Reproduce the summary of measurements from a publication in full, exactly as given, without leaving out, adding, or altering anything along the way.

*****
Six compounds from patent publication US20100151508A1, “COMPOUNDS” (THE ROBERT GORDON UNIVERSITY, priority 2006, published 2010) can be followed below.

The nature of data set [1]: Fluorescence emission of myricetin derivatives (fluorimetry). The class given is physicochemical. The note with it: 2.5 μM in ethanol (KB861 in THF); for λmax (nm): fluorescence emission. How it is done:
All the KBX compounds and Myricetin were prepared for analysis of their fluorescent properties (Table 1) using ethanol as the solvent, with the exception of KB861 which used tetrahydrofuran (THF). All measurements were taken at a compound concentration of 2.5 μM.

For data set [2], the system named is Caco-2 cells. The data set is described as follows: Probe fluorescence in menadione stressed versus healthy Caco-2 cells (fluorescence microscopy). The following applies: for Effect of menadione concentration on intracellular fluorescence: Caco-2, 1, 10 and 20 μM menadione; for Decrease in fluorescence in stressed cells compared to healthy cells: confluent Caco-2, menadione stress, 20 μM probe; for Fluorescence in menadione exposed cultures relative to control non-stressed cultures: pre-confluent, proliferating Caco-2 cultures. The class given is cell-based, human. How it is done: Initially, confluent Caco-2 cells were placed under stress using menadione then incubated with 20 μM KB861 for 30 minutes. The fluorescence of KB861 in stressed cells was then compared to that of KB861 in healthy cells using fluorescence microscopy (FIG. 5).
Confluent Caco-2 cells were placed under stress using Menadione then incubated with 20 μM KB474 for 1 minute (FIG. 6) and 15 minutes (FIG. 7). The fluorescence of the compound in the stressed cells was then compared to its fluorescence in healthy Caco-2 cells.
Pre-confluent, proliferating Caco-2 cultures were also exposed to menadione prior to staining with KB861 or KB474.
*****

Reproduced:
Six compounds from patent publication US20100151508A1, “COMPOUNDS” (THE ROBERT GORDON UNIVERSITY, priority 2006, published 2010) can be followed below.

The nature of data set [1]: Fluorescence emission of myricetin derivatives (fluorimetry). The class given is physicochemical. The note with it: 2.5 μM in ethanol (KB861 in THF); for λmax (nm): fluorescence emission. How it is done:
All the KBX compounds and Myricetin were prepared for analysis of their fluorescent properties (Table 1) using ethanol as the solvent, with the exception of KB861 which used tetrahydrofuran (THF). All measurements were taken at a compound concentration of 2.5 μM.

For data set [2], the system named is Caco-2 cells. The data set is described as follows: Probe fluorescence in menadione stressed versus healthy Caco-2 cells (fluorescence microscopy). The following applies: for Effect of menadione concentration on intracellular fluorescence: Caco-2, 1, 10 and 20 μM menadione; for Decrease in fluorescence in stressed cells compared to healthy cells: confluent Caco-2, menadione stress, 20 μM probe; for Fluorescence in menadione exposed cultures relative to control non-stressed cultures: pre-confluent, proliferating Caco-2 cultures. The class given is cell-based, human. How it is done: Initially, confluent Caco-2 cells were placed under stress using menadione then incubated with 20 μM KB861 for 30 minutes. The fluorescence of KB861 in stressed cells was then compared to that of KB861 in healthy cells using fluorescence microscopy (FIG. 5).
Confluent Caco-2 cells were placed under stress using Menadione then incubated with 20 μM KB474 for 1 minute (FIG. 6) and 15 minutes (FIG. 7). The fluorescence of the compound in the stressed cells was then compared to its fluorescence in healthy Caco-2 cells.
Pre-confluent, proliferating Caco-2 cultures were also exposed to menadione prior to staining with KB861 or KB474.